Start your day with The Independent, sign up for daily news emails
Have you tried new the Independent Digital Edition apps?
ebooksAn introduction to the ground rules of British democracy
Latest stories from i100
Have you tried new the Independent Digital Edition apps?
Independent Dating

By clicking 'Search' you
are agreeing to our
Terms of Use.

iJobs Job Widget
iJobs General

Recruitment Genius: Clinical Lead / RGN

£40000 - £42000 per annum: Recruitment Genius: This is an exciting opportunity...

Recruitment Genius: IT Sales Consultant

£35000 - £40000 per annum: Recruitment Genius: This IT support company has a n...

Recruitment Genius: Works Engineer

Negotiable: Recruitment Genius: A works engineer is required in a progressive ...

Recruitment Genius: Trainee Hire Manager - Tool Hire

£21000 - £25000 per annum: Recruitment Genius: Our client is seeking someone w...

Day In a Page

Isis profits from destruction of antiquities by selling relics to dealers - and then blowing up the buildings they come from to conceal the evidence of looting

How Isis profits from destruction of antiquities

Robert Fisk on the terrorist group's manipulation of the market to increase the price of artefacts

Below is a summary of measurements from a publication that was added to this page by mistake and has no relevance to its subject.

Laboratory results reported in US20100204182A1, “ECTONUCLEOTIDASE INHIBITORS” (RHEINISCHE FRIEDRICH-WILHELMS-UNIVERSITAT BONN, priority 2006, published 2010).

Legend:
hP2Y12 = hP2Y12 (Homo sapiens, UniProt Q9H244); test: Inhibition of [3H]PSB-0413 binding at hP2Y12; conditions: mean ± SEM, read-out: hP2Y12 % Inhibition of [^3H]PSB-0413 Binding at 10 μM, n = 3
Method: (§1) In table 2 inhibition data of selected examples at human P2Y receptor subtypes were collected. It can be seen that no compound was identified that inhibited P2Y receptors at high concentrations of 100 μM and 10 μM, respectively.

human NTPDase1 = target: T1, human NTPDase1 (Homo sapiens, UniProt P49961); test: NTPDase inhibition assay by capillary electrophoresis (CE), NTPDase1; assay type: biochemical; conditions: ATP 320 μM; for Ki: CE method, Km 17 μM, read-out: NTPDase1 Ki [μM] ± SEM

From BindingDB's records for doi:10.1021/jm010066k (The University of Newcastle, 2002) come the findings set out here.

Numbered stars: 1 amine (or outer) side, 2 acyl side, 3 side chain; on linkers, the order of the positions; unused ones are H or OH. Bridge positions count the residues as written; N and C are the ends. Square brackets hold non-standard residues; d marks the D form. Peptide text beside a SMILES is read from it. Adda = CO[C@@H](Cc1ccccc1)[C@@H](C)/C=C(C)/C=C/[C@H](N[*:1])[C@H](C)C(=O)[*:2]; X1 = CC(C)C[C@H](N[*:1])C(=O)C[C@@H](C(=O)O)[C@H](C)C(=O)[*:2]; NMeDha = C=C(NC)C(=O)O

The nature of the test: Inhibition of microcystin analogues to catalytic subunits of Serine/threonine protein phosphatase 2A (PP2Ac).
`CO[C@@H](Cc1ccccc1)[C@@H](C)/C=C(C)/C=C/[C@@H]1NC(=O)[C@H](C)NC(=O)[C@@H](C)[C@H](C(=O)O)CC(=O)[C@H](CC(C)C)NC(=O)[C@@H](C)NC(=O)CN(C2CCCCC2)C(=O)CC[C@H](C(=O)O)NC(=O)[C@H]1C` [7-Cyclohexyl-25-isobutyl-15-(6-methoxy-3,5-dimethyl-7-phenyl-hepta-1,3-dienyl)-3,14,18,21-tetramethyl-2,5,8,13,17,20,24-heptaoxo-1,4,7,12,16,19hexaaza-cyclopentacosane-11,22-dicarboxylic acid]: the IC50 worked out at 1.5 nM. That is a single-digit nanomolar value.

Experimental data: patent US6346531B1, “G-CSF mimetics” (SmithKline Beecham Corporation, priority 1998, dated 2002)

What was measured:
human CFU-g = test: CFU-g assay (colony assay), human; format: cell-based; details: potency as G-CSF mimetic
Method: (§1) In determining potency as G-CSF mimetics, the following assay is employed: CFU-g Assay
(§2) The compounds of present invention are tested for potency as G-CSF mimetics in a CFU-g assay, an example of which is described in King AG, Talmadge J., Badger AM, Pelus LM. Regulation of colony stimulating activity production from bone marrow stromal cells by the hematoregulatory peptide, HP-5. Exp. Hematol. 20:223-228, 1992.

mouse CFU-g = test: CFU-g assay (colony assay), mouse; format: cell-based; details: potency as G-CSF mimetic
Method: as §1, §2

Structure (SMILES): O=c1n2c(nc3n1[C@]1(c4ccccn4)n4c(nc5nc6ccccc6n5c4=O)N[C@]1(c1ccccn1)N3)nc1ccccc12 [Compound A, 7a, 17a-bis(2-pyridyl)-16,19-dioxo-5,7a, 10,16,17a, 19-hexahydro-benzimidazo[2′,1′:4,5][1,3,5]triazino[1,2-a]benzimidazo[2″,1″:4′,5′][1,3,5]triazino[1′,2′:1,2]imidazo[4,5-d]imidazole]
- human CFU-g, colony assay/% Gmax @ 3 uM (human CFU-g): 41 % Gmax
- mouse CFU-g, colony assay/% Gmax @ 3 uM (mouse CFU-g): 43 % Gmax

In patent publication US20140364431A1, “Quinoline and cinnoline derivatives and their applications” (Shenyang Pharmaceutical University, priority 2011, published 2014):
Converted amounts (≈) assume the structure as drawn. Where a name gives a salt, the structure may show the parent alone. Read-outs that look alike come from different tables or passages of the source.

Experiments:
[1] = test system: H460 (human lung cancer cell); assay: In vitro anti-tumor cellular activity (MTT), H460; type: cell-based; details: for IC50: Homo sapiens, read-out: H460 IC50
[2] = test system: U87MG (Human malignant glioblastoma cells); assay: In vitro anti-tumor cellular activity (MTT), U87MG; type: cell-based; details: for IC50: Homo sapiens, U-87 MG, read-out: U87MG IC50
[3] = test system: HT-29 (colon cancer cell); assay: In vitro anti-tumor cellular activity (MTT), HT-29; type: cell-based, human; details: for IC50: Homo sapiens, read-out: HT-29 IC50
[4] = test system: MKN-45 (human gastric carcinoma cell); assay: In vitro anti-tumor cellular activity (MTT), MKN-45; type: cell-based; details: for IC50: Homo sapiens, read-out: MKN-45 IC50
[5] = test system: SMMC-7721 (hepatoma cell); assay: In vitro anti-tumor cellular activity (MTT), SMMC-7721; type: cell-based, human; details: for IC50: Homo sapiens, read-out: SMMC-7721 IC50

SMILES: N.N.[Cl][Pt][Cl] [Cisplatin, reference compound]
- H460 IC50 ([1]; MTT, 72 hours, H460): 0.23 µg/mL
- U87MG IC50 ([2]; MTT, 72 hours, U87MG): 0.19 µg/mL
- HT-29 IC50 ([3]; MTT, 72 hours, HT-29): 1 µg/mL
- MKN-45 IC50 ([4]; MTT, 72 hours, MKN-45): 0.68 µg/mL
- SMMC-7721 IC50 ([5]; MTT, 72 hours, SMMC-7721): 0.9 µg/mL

Labour leadership: Andy Burnham urges Jeremy Corbyn voters to think again in last-minute plea

'If we lose touch we’ll end up with two decades of the Tories'

In an exclusive interview, Andy Burnham urges Jeremy Corbyn voters to think again in last-minute plea
Tunisia fears its Arab Spring could be reversed as the new regime becomes as intolerant of dissent as its predecessor

The Arab Spring reversed

Tunisian protesters fear that a new law will whitewash corrupt businessmen and officials, but they are finding that the new regime is becoming as intolerant of dissent as its predecessor
King Arthur: Legendary figure was real and lived most of his life in Strathclyde, academic claims

Academic claims King Arthur was real - and reveals where he lived

Dr Andrew Breeze says the legendary figure did exist – but was a general, not a king
Who is Oliver Bonas and how has he captured middle-class hearts?

Who is Oliver Bonas?

It's the first high-street store to pay its staff the living wage, and it saw out the recession in style